AWS Cloud Practitioner Essentials Development:

Online Training Review

 

I wanted to know more about cloud computing. If I’m in the position to develop analytics running in the cloud, I’d like to have a good understanding of its architecture and capabilities. Therefore, I took the Amazon Web Services (AWS) Cloud Practitioner Essentials course. I have general knowledge of cloud computing from working in the field, but I have no formal training or work experience (yet). In this article, I will discuss my general thoughts about the course and point out topics that I found particularly interesting.

The Training

AWS Cloud Practitioner Essentials is an online Fundamental (as opposed to Intermediate or Expert) training that provides an overview of AWS services. Topics range from load balancing and object-level storage to user permissions and pricing. The 11-module course concludes with information about the AWS Certified Cloud Practitioner exam, a final assessment, a survey, and a certificate of completion. The course is stated to take 6 hours, but I spent 8 hours on this training because I paused to take notes and revisited some topics. Lastly, the course is FREE!

AWS Cloud Practitioner Essentials Course Navigation Pane

Course Navigation Pane

The course is well-organized and user-friendly. The navigation pane updates your progress as you move through the training. The lessons employ a variety of engaging methods to help you learn: brief videos, short text explanations, and visualizations (often interactive). Text includes links to product pages and blogs to give more information and context. I used these a few times to gain a better understanding of certain topics.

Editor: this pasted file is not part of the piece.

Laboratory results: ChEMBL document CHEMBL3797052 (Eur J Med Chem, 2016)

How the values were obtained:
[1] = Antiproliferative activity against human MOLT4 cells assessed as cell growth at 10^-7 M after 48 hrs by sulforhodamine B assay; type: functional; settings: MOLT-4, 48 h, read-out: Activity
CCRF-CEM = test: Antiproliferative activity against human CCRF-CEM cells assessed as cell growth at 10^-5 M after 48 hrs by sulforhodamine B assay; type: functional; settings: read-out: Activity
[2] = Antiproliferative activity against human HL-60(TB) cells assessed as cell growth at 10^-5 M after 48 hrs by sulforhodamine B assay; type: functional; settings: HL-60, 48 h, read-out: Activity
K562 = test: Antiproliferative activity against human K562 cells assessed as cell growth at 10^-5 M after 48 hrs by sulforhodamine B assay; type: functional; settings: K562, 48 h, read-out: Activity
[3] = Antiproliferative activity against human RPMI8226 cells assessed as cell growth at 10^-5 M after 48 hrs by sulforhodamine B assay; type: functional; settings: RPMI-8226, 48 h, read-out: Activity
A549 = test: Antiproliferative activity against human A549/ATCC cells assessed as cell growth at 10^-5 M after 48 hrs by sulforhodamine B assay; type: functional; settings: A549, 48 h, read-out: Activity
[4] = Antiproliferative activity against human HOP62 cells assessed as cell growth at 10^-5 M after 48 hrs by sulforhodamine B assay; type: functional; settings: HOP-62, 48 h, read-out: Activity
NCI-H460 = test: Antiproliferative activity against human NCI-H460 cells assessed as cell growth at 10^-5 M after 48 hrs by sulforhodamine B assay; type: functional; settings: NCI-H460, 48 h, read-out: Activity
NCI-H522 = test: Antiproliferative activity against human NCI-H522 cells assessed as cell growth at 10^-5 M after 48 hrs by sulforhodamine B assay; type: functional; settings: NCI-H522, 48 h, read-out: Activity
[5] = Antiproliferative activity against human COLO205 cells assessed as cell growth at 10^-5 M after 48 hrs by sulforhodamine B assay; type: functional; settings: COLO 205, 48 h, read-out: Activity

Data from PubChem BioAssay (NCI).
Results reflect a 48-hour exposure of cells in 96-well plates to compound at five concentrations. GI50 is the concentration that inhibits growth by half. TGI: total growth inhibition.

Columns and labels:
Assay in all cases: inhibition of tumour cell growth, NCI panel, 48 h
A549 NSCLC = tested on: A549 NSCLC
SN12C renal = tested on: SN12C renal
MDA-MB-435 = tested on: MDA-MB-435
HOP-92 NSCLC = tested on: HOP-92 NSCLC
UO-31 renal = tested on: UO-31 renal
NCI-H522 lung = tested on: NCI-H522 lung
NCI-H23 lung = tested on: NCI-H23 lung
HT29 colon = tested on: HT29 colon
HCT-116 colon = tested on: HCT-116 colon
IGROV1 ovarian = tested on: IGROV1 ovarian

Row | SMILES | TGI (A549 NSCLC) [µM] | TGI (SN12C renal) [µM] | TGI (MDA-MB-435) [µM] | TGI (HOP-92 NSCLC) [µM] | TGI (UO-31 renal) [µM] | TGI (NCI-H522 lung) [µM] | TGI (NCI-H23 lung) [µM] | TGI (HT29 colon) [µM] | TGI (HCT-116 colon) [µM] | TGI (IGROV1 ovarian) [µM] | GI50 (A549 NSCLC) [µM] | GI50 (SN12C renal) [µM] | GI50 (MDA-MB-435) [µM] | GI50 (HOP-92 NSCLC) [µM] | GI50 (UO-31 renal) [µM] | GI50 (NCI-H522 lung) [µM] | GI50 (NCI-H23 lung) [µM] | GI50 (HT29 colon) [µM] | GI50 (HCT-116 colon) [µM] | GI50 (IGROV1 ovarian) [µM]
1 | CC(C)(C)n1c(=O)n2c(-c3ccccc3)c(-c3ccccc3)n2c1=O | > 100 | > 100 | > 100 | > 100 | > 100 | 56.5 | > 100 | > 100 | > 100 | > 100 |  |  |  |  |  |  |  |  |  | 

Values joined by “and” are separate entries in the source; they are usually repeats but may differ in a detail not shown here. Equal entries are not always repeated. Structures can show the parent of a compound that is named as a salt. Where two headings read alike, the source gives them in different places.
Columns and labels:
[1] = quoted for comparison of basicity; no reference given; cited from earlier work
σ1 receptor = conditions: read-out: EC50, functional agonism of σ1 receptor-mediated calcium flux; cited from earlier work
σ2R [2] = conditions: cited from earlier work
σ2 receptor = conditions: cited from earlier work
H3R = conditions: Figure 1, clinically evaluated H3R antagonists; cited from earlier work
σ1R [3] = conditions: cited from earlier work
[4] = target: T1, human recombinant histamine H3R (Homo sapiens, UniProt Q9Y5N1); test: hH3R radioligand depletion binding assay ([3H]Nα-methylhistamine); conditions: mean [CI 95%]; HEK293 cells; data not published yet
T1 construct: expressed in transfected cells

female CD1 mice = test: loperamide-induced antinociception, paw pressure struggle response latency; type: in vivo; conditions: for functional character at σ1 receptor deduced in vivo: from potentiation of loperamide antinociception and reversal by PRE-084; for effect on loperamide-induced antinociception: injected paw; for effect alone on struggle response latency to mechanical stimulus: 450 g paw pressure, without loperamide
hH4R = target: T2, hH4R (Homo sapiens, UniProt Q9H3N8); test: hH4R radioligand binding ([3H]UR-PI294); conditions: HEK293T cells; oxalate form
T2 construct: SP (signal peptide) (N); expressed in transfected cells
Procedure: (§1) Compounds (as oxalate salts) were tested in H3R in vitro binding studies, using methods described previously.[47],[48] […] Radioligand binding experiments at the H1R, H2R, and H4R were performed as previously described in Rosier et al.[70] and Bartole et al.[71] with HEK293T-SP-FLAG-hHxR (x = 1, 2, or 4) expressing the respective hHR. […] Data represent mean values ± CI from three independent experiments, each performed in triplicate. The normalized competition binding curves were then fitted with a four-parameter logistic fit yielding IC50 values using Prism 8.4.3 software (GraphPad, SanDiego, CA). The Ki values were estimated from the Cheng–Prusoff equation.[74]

How Amazon EC2 Works

EC2 Interactive Visual

Quizzes

The short quizzes at the end of each module check your knowledge. Whether you get the answer correct or not, there is always an explanation of the answer and why the other answers are incorrect. Before each quiz, there is a summary video and links of topics covered in the module; these are the only things I skipped in the course. These summaries may be helpful though, if you’re using the course as a reference.

Sample Cloud Computing Quiz within AWS Cloud Practitioner Essentials Training

Cloud Computing Quiz Question and Explanation